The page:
I am not usually a fan of sweets, especially Indian ones as they are often sweet, cloyingly so. However, to my delight, I actually enjoyed some of the ones I tasted here as the sweetness was controlled and toned down.

Qubani Ka Meetha
Masala Tea

The Qubani Ka Meetha, stewed apricots garnished with ice cream was refreshing, RM12, while the Double Ka Meetha, Indian bread pudding in the form of deep-fried Gardenia bread cooked in milk n cashew nuts with hints of ghee and cardamom was delicious, RM6.60, and so was the Gajar Ka Halwa, minced carrot tossed in milk and sugar, RM6.

We finished our meal with Masala tea.

Double Ka Meetha
Gajar Ka Halwa

Hyderabad Recipes is a worthy addition to the Ipoh Indian culinary scene. They also have a delivery service via Food Panda.

Address:
Restoran Hyderabad Recipes (Halal)
34 Jalan Sultan Abdul Jalil, Kampung Jawa, 30300 Ipoh.

Business hours:
10.30am-11.30pm; 24/7
Ask for Maninder Singh 05 246 0755

 

Zaitun Multi Cuisine Family Restaurant in Ipoh Old Town

SeeFoon gets her spice fix in Old Town. The interesting phenomenon in Ipoh old town nowadays is observing the plethora of new restaurants that open. One of these is Zaitun, a newly-opened family restaurant on Market Street

SeeFoon gets her spice fix in Old Town

The interesting phenomenon in Ipoh old town nowadays is observing the plethora of new restaurants that open and close like Venus flytraps, that rare carnivorous plant species that traps insects who have the misfortune to wander close, lured by the bright colours and the fragrant scent it secretes. Hence the name Venus, the Roman Goddess of love.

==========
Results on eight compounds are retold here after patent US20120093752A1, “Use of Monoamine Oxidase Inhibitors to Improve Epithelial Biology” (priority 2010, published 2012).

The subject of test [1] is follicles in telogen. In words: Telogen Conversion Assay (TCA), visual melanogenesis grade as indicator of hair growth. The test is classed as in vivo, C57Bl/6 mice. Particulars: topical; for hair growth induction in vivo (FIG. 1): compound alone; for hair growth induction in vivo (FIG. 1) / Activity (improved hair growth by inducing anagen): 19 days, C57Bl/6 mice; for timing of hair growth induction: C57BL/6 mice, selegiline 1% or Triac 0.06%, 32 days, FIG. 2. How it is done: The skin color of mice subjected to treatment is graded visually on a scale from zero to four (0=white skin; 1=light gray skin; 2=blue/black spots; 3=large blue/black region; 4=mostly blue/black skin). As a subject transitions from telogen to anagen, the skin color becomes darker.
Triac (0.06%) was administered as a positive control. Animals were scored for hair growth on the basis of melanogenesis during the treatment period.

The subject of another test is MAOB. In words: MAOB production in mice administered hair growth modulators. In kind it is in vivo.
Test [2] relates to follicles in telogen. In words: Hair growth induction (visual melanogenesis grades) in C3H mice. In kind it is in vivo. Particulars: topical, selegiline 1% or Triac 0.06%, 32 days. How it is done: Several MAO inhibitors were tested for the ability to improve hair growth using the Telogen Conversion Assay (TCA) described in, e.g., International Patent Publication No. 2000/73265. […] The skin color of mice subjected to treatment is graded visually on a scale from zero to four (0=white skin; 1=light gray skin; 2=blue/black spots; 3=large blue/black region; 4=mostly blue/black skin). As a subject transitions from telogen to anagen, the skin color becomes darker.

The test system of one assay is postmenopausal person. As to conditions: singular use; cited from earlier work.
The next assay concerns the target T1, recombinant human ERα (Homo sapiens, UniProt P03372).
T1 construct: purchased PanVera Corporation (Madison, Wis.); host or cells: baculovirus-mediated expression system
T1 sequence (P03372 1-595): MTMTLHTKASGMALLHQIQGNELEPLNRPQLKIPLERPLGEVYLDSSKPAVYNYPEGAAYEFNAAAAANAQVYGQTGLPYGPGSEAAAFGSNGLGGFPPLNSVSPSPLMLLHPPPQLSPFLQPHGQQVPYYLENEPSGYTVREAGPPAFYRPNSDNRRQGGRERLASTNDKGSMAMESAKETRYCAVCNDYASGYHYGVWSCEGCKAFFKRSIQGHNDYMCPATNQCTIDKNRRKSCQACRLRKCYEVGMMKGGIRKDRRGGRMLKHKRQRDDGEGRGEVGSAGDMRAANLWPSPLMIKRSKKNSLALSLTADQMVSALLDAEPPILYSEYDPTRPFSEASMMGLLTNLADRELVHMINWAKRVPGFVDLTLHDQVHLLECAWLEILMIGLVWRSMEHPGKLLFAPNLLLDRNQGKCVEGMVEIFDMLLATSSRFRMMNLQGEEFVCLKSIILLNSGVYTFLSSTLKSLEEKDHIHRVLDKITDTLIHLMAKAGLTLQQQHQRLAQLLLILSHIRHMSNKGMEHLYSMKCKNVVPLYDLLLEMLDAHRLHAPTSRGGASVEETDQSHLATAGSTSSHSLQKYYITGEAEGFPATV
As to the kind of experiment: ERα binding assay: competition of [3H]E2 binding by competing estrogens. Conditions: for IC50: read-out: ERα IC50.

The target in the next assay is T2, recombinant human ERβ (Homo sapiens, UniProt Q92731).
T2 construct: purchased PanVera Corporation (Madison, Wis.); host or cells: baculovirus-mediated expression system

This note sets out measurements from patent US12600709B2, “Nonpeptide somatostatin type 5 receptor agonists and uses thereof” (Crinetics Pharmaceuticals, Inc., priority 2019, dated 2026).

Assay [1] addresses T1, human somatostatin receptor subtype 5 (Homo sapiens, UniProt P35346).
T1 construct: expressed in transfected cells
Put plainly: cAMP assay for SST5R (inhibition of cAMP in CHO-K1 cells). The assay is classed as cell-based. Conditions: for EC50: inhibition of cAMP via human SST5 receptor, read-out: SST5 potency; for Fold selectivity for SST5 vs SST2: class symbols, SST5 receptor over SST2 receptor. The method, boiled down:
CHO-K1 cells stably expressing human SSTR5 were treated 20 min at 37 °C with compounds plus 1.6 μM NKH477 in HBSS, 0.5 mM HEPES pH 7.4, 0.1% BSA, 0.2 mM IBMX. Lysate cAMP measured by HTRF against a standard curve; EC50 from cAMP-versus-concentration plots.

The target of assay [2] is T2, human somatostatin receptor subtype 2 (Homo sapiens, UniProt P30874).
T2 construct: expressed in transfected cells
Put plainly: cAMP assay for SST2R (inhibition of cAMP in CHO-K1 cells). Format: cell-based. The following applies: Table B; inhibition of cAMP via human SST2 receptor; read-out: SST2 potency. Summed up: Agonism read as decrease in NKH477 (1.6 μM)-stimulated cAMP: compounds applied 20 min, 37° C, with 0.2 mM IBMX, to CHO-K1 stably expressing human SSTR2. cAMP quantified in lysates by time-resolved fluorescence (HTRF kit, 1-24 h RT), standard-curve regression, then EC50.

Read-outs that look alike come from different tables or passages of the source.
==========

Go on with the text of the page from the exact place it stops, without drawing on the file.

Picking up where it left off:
Restaurants appear to do the same, open and close rather quickly and often, sad to say, we don’t even miss them. However, for a few new ones that have recently opened, I would like for them to stay around and become part of the Ipoh food scene.

One of these is Zaitun, a newly-opened family restaurant on Market Street, which is owned and operated by charming Naveen, an Indian national married to a local. This is the second restaurant to be opened by this enterprising young man whose first one, Hadramot Tent Restaurant, an Arabic restaurant, has been up and running for a while on Jalan Sri Ampang.

Far from a Venus flytrap, the signage for the restaurant is so unassuming that it’s easy to miss it. In fact, I have been so often to the PWW shop and not noticed it directly across the street. Plus I have an inherent prejudice against any restaurant that over-reaches and wanting to be all things to all people, for, as per Zaitun’s signboard, a “Multi Cuisine Family Restaurant”. But I was about to be proven wrong.

Selected Breads with Butter Chicken

Naveen has seven chefs manning different stations in the kitchen, all highly skilled in their respective specialities. So he’ll have someone just preparing all the grilled items, another all the breads, another on the Arabic sauces and mezes, one handling the continental dishes another blending the masalas and another one cooking the various regional Indian specialities, and so it goes. So there is not one or two ‘jack of all trades’ dishing out mediocre food.

That is what makes Zaitun special.